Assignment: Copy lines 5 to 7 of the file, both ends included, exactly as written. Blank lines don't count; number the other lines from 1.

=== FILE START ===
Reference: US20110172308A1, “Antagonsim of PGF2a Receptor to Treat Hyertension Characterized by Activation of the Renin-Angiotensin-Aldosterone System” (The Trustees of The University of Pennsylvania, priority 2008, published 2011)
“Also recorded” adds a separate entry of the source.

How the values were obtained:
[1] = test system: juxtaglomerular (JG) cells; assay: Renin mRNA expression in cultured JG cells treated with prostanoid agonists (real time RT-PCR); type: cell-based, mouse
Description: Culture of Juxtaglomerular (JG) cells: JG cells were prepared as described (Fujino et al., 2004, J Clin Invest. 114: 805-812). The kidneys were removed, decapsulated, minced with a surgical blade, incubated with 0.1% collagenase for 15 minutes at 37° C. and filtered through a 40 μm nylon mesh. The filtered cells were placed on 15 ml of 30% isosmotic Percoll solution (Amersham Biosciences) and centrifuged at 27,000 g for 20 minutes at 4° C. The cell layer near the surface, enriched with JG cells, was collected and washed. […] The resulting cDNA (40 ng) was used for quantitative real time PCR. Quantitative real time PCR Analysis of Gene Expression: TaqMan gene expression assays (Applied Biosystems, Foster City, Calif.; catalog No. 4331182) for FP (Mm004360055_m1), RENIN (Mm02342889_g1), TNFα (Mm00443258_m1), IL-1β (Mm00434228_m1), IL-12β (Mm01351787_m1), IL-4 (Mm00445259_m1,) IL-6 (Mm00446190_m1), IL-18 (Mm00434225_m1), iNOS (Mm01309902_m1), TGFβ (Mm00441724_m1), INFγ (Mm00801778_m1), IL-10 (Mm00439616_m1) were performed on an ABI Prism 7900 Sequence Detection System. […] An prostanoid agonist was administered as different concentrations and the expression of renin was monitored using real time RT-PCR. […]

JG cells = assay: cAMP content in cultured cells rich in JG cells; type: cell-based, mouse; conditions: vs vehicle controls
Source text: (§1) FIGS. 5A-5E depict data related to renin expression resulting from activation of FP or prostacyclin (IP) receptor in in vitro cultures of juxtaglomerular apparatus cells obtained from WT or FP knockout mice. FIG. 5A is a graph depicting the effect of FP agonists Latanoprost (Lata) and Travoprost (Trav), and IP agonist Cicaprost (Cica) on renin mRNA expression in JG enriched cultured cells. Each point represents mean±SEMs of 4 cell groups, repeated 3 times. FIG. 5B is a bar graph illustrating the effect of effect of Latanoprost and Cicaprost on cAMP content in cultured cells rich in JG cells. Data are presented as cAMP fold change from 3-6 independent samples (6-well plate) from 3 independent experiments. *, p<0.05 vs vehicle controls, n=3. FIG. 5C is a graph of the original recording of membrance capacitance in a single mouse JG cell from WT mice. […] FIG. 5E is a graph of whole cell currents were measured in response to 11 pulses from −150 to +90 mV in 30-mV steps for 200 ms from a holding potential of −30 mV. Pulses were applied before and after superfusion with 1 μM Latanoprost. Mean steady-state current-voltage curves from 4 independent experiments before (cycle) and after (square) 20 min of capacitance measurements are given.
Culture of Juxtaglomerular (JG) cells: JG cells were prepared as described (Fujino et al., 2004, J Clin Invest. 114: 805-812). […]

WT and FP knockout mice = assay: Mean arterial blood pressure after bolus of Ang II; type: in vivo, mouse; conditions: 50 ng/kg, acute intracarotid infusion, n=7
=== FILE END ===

Description: Culture of Juxtaglomerular (JG) cells: JG cells were prepared as described (Fujino et al., 2004, J Clin Invest. 114: 805-812). The kidneys were removed, decapsulated, minced with a surgical blade, incubated with 0.1% collagenase for 15 minutes at 37° C. and filtered through a 40 μm nylon mesh. The filtered cells were placed on 15 ml of 30% isosmotic Percoll solution (Amersham Biosciences) and centrifuged at 27,000 g for 20 minutes at 4° C. The cell layer near the surface, enriched with JG cells, was collected and washed. […] The resulting cDNA (40 ng) was used for quantitative real time PCR. Quantitative real time PCR Analysis of Gene Expression: TaqMan gene expression assays (Applied Biosystems, Foster City, Calif.; catalog No. 4331182) for FP (Mm004360055_m1), RENIN (Mm02342889_g1), TNFα (Mm00443258_m1), IL-1β (Mm00434228_m1), IL-12β (Mm01351787_m1), IL-4 (Mm00445259_m1,) IL-6 (Mm00446190_m1), IL-18 (Mm00434225_m1), iNOS (Mm01309902_m1), TGFβ (Mm00441724_m1), INFγ (Mm00801778_m1), IL-10 (Mm00439616_m1) were performed on an ABI Prism 7900 Sequence Detection System. […] An prostanoid agonist was administered as different concentrations and the expression of renin was monitored using real time RT-PCR. […]

JG cells = assay: cAMP content in cultured cells rich in JG cells; type: cell-based, mouse; conditions: vs vehicle controls
Source text: (§1) FIGS. 5A-5E depict data related to renin expression resulting from activation of FP or prostacyclin (IP) receptor in in vitro cultures of juxtaglomerular apparatus cells obtained from WT or FP knockout mice. FIG. 5A is a graph depicting the effect of FP agonists Latanoprost (Lata) and Travoprost (Trav), and IP agonist Cicaprost (Cica) on renin mRNA expression in JG enriched cultured cells. Each point represents mean±SEMs of 4 cell groups, repeated 3 times. FIG. 5B is a bar graph illustrating the effect of effect of Latanoprost and Cicaprost on cAMP content in cultured cells rich in JG cells. Data are presented as cAMP fold change from 3-6 independent samples (6-well plate) from 3 independent experiments. *, p<0.05 vs vehicle controls, n=3. FIG. 5C is a graph of the original recording of membrance capacitance in a single mouse JG cell from WT mice. […] FIG. 5E is a graph of whole cell currents were measured in response to 11 pulses from −150 to +90 mV in 30-mV steps for 200 ms from a holding potential of −30 mV. Pulses were applied before and after superfusion with 1 μM Latanoprost. Mean steady-state current-voltage curves from 4 independent experiments before (cycle) and after (square) 20 min of capacitance measurements are given.